Logical Biconditional - Rules of Inference - Biconditional Introduction

Biconditional Introduction

Biconditional introduction allows you to infer that, if B follows from A, and A follows from B, then A if and only if B.

For example, from the statements "if I'm breathing, then I'm alive" and "if I'm alive, then I'm breathing", it can be inferred that "I'm breathing if and only if I'm alive".

B → A A → B ∴ A ↔ B

Read more about this topic:  Logical Biconditional, Rules of Inference

Other articles related to "biconditional introduction":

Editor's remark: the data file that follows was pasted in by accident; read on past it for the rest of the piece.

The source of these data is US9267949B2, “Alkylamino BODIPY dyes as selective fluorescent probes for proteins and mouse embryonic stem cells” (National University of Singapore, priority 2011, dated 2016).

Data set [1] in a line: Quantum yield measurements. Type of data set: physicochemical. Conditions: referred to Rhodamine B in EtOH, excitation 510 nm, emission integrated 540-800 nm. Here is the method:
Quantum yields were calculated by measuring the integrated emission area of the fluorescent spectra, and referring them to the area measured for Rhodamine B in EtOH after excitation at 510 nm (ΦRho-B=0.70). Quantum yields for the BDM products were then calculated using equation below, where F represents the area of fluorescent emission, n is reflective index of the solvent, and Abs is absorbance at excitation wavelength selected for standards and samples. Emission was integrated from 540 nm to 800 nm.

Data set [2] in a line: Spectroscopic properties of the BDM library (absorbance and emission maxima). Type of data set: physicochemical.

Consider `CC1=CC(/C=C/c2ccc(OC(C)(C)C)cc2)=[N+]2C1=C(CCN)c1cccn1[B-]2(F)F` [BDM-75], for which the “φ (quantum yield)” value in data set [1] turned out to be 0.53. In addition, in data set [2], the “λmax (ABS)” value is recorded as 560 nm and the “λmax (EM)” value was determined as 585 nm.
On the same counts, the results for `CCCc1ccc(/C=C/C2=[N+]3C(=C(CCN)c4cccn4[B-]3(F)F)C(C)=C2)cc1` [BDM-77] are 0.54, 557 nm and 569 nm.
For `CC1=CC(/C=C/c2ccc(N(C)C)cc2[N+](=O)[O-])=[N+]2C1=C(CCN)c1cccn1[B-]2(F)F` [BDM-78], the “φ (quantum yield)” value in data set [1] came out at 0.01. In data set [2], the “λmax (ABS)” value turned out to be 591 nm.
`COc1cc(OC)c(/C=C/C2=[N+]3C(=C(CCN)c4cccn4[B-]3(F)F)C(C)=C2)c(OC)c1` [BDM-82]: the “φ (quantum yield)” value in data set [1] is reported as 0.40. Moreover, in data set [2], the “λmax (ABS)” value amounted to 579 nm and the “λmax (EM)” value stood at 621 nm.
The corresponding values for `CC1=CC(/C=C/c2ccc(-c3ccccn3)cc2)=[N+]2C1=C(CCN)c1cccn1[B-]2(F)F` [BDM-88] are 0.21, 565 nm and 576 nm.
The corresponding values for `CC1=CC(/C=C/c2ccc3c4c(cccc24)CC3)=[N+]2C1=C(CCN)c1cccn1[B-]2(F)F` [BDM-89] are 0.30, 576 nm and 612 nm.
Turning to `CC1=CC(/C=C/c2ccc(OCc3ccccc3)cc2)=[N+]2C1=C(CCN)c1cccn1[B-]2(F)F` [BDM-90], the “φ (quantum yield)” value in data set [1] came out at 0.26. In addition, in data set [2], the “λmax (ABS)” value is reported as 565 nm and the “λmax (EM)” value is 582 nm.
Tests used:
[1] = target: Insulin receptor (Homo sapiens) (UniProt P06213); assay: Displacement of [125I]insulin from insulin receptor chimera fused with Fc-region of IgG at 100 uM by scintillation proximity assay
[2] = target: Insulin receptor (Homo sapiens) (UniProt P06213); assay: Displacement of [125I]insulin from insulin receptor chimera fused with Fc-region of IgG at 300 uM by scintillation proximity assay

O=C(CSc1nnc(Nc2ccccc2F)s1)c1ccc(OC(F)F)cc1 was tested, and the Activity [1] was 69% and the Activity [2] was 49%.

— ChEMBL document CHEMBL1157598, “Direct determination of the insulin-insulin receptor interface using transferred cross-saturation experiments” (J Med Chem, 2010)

Biconditional Introduction - Formal Notation
... The biconditional introduction rule may be written in sequent notation where is a metalogical symbol meaning that is a syntactic consequence when and are both in a proof ...

Famous quotes containing the word introduction:

    Such is oftenest the young man’s introduction to the forest, and the most original part of himself. He goes thither at first as a hunter and fisher, until at last, if he has the seeds of a better life in him, he distinguishes his proper objects, as a poet or naturalist it may be, and leaves the gun and fish-pole behind. The mass of men are still and always young in this respect.
    Henry David Thoreau (1817–1862)